Marry a foreigner? Leave my cozy Holland? Go to Africa? I was young and innocent when fate offered me these thrillingly risky opportunities. Since I was yearning for adventure the answer was: Sure, why not? I didn’t even check with a fortune teller to see if it was a good idea.
So, what happened? Well, many of you know: I did marry the foreigner, and ever since I’ve led a roaming life with him, living in a number of foreign countries. So here’s the tale of how it all began: My bizarre African wedding (a shorter, edited retelling of an earlier post).
What was I thinking?!
“If you don’t go, you’ll never know,” my mother says. It’s the perfect answer to the question I’ve been struggling with: Should I get on a plane and go to Africa to be with the man I’ve only known for a short time? He’s an American Peace Corps volunteer now in Kenya, East Africa, and I’m a Dutch girl, in love, and dreaming of adventure. But we haven’t seen each other for six months and is he really the one? This is risky business, I’m sure you agree. Maybe I should just stay in Holland and marry a dentist and have a safe and unadventurous life in a nice, clean Dutch suburb.
But, no, I get on a plane to Kenya. Kenya is not Holland and I find it all a great adventure. And I’m in love with my Peace Corps hero. A couple of months after my arrival we decide to get married and purchase two 9-karat gold rings, the cheapest we can find because we are poor.
On a sunny tropical morn, my hero and I walk to the District Commissioner’s office in the town of Nyeri for the joyous event, at least we’re expecting it to be joyous. It turns out to be rather bizarre but we don’t know that yet.
Our wedding party of twelve strong awaits us at the door, a hippie lot consisting of one Swede, one Brit, a couple of Kenyans and several American Peace Corps volunteers, all dressed up in their finest jeans and cleanest shirts.
We squeeze ourselves into the small office, a humorless space devoid of festive adornments and full of stale air. Behind the desk stands the District Commissioner, a Kenyan man of solid build and serious demeanor. Also present are two mystery maidens, pretty Kikuyu girls in neatly pressed frocks. We do not know who they are, but soon discover they’re here to serve as our witnesses in case we don’t have any. We do, but the girls do not leave because (I assume) seeing wazungu (white people) getting hitched in this town is not a daily occurrence.
It may well be a very rare occurrence because the DC, wearing a suit and tie as is befitting his status, is sweating bullets. Not only from the heat, because along with the sweating he is also trembling and displaying a nervous tick.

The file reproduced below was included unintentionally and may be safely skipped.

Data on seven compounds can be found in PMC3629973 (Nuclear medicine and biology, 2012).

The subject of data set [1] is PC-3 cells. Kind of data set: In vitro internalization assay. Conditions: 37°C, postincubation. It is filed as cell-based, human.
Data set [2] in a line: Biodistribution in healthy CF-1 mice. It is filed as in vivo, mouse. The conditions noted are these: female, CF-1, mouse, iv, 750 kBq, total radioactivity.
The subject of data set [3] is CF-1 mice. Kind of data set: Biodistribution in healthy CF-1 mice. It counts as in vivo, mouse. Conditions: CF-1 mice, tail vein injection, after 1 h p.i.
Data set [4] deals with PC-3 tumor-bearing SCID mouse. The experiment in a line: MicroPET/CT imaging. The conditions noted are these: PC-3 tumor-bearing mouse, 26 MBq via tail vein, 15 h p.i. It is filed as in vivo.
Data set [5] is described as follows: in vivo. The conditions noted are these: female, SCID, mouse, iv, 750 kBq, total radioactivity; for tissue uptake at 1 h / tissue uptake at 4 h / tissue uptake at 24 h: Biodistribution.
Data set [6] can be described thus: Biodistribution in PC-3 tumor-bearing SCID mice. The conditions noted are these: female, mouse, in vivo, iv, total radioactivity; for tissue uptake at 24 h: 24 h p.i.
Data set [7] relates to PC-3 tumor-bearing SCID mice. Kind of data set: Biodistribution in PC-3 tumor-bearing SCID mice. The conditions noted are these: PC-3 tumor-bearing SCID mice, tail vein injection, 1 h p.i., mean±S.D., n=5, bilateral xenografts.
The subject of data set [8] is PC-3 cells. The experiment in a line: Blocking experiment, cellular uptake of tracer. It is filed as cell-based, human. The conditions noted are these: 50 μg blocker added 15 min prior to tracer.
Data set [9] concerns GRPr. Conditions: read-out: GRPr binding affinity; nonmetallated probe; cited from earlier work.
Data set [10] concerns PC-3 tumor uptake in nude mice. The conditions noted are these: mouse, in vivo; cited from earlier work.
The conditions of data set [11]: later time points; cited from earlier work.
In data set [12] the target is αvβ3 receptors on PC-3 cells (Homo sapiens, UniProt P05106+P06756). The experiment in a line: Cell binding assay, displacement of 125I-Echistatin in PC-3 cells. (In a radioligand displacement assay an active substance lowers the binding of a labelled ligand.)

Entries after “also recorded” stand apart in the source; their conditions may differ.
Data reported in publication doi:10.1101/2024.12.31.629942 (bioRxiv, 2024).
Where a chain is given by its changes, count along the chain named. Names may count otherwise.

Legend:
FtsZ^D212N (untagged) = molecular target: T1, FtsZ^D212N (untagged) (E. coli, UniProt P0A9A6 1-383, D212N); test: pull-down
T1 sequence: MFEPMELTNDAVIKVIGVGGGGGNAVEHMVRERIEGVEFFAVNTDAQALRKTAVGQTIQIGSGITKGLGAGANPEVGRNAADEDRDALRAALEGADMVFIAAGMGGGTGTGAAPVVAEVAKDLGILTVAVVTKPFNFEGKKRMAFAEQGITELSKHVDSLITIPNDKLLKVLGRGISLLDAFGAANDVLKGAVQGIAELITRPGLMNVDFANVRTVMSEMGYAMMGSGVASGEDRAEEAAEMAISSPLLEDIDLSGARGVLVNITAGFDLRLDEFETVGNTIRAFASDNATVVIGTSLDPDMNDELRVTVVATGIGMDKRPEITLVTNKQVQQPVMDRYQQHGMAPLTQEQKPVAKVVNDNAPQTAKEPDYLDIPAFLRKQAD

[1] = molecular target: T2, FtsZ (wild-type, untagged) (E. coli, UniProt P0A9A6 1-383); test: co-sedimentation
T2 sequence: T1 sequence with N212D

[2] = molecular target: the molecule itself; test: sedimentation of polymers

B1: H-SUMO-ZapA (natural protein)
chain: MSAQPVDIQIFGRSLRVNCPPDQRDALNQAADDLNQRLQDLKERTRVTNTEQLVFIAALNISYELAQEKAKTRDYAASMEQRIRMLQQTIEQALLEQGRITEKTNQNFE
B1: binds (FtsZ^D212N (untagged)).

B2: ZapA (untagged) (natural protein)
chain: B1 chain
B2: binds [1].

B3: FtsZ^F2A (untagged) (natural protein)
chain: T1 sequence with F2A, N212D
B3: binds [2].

After various solemn greetings, the ceremony commences. The DC directs himself to my man, ignoring me.
“Do you understand,” he asks, his cheek twitching, “that this is a civil ceremony and not a tribal one?”
My husband-to-be says yes, he does. So do I (this is, after all, Africa), but my understanding is of no importance apparently. I am not amused.
“And that under civil law, you can only have one wife?”
My man says, yes, he understands.
The DC’s hand trembles so much he drops his pen. “And do you understand that if you want another wife under civil law, you must first divorce the first one?”
Ye gods. Is this an omen? Am I making a terrible mistake? They are talking about getting rid of me before I’m even married. How cool is that? I’m standing here in all my bridal glory, miniskirt and all, and the DC is talking to my man as if I am not even here. I’m overwhelmed with emotion at this sacred matrimonial moment. I’m sure, dear reader, you can identify.
My not-yet husband says he understands about divorce. (He hails, after all, from America.)
I’m aquiver with nerves. Should I get out of here, rush back to Holland? Marry a dentist instead? What was I thinking, traveling to Africa, marrying a foreigner?
“However,” the DC continues, cheek twitching some more, “in the event you want a second wife but don’t want to divorce your civil-law wife, you’ll be allowed to marry a second one under tribal law.”
This is good news! My man won’t have to get rid of me if he wants another wife! I’m overcome with emotion. (This is, after all, my wedding day.)
After some more of this scintillating discourse, we finally get to the one single question I have the privilege to respond to:
“Do you take this man . . . . ”
I say yes, I do.
Years have passed. So far no second wife, tribal or otherwise. No second husband either. We both still wear our 9-karat gold ring. The only diamond I have is my man. (Oh, wow, my fingers just typed that line all by themselves!)
NOTE: This wedding was not a recent event, and I’m sure that the ceremony I have described has been changed and modernized. So if you want one just like it, you are out of luck.
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Have you ever looked back at your life and wondered how you got to where you are now? Have you ever experienced an unexpected bizarre event? Scroll down, hit that comment button and entertain me!